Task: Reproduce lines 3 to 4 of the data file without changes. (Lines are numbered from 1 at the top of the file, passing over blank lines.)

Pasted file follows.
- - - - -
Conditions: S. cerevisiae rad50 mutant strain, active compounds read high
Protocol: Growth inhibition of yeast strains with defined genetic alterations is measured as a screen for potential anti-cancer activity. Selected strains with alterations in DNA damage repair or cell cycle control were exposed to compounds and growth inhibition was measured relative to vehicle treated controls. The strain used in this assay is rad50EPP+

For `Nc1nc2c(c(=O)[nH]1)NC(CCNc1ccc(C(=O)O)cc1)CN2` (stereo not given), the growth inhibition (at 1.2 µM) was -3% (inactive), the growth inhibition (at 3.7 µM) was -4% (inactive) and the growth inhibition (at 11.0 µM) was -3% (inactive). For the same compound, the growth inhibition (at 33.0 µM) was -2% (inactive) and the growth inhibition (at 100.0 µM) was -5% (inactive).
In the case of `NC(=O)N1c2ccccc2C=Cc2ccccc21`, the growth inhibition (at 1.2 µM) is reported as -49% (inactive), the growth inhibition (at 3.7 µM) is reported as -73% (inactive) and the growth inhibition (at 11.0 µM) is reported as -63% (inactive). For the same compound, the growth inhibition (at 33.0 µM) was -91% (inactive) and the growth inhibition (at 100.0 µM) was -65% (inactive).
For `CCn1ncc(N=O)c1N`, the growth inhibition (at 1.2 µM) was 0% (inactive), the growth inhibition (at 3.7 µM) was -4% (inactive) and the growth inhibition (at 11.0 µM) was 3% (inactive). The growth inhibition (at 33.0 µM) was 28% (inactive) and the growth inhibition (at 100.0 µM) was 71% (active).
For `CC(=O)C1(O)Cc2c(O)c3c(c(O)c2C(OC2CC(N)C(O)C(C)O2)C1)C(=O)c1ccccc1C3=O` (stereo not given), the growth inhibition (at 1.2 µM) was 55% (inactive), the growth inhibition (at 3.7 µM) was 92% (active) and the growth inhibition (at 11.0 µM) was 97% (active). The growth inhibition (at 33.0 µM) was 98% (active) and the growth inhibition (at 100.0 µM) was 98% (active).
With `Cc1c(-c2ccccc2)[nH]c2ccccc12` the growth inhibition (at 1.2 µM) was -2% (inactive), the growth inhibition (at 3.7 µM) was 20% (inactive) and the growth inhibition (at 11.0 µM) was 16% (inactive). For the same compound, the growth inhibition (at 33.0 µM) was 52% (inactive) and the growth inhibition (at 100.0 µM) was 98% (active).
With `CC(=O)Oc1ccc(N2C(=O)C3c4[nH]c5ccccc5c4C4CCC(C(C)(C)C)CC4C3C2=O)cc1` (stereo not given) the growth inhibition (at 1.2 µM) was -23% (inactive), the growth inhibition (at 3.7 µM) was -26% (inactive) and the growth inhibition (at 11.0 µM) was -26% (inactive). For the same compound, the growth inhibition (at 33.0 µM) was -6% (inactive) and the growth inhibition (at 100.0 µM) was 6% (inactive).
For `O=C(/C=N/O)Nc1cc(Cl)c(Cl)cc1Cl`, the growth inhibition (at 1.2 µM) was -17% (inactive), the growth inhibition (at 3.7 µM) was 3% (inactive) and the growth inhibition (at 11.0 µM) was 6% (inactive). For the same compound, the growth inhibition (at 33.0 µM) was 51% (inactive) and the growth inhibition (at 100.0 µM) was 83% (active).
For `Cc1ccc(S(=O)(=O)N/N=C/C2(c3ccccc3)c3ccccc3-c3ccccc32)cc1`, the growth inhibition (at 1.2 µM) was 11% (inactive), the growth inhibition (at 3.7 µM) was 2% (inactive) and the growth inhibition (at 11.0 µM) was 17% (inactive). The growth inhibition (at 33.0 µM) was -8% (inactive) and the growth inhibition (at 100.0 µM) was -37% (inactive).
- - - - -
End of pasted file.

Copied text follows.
For `Nc1nc2c(c(=O)[nH]1)NC(CCNc1ccc(C(=O)O)cc1)CN2` (stereo not given), the growth inhibition (at 1.2 µM) was -3% (inactive), the growth inhibition (at 3.7 µM) was -4% (inactive) and the growth inhibition (at 11.0 µM) was -3% (inactive). For the same compound, the growth inhibition (at 33.0 µM) was -2% (inactive) and the growth inhibition (at 100.0 µM) was -5% (inactive).
In the case of `NC(=O)N1c2ccccc2C=Cc2ccccc21`, the growth inhibition (at 1.2 µM) is reported as -49% (inactive), the growth inhibition (at 3.7 µM) is reported as -73% (inactive) and the growth inhibition (at 11.0 µM) is reported as -63% (inactive). For the same compound, the growth inhibition (at 33.0 µM) was -91% (inactive) and the growth inhibition (at 100.0 µM) was -65% (inactive).